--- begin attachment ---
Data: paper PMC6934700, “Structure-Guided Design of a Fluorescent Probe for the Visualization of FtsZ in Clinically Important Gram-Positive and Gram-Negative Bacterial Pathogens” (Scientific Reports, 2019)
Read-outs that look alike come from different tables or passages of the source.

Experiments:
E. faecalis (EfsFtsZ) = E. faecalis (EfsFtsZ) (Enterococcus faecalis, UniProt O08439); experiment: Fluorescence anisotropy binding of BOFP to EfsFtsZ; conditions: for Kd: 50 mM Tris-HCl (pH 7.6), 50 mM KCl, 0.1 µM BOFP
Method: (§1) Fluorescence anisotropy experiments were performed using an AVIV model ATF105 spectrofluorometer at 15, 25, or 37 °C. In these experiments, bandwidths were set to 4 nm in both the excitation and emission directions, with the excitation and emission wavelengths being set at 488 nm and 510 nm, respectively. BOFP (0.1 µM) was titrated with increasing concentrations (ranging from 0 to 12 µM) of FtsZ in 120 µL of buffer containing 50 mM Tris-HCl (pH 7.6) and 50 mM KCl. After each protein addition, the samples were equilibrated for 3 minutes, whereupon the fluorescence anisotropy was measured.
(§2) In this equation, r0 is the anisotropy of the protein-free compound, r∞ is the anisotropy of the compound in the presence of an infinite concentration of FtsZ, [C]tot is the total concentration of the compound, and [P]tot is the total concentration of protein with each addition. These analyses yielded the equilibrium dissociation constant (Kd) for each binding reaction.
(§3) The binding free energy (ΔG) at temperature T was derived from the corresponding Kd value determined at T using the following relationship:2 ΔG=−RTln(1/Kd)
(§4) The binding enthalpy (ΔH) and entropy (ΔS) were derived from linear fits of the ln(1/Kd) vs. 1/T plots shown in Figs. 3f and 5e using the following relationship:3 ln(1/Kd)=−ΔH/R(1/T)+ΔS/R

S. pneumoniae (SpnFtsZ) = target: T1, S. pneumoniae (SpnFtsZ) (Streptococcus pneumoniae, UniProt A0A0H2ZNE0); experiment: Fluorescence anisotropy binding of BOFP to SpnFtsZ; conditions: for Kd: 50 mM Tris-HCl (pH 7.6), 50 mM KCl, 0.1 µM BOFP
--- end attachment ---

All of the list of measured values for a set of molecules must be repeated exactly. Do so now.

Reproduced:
Data: paper PMC6934700, “Structure-Guided Design of a Fluorescent Probe for the Visualization of FtsZ in Clinically Important Gram-Positive and Gram-Negative Bacterial Pathogens” (Scientific Reports, 2019)
Read-outs that look alike come from different tables or passages of the source.

Experiments:
E. faecalis (EfsFtsZ) = E. faecalis (EfsFtsZ) (Enterococcus faecalis, UniProt O08439); experiment: Fluorescence anisotropy binding of BOFP to EfsFtsZ; conditions: for Kd: 50 mM Tris-HCl (pH 7.6), 50 mM KCl, 0.1 µM BOFP
Method: (§1) Fluorescence anisotropy experiments were performed using an AVIV model ATF105 spectrofluorometer at 15, 25, or 37 °C. In these experiments, bandwidths were set to 4 nm in both the excitation and emission directions, with the excitation and emission wavelengths being set at 488 nm and 510 nm, respectively. BOFP (0.1 µM) was titrated with increasing concentrations (ranging from 0 to 12 µM) of FtsZ in 120 µL of buffer containing 50 mM Tris-HCl (pH 7.6) and 50 mM KCl. After each protein addition, the samples were equilibrated for 3 minutes, whereupon the fluorescence anisotropy was measured.
(§2) In this equation, r0 is the anisotropy of the protein-free compound, r∞ is the anisotropy of the compound in the presence of an infinite concentration of FtsZ, [C]tot is the total concentration of the compound, and [P]tot is the total concentration of protein with each addition. These analyses yielded the equilibrium dissociation constant (Kd) for each binding reaction.
(§3) The binding free energy (ΔG) at temperature T was derived from the corresponding Kd value determined at T using the following relationship:2 ΔG=−RTln(1/Kd)
(§4) The binding enthalpy (ΔH) and entropy (ΔS) were derived from linear fits of the ln(1/Kd) vs. 1/T plots shown in Figs. 3f and 5e using the following relationship:3 ln(1/Kd)=−ΔH/R(1/T)+ΔS/R

S. pneumoniae (SpnFtsZ) = target: T1, S. pneumoniae (SpnFtsZ) (Streptococcus pneumoniae, UniProt A0A0H2ZNE0); experiment: Fluorescence anisotropy binding of BOFP to SpnFtsZ; conditions: for Kd: 50 mM Tris-HCl (pH 7.6), 50 mM KCl, 0.1 µM BOFP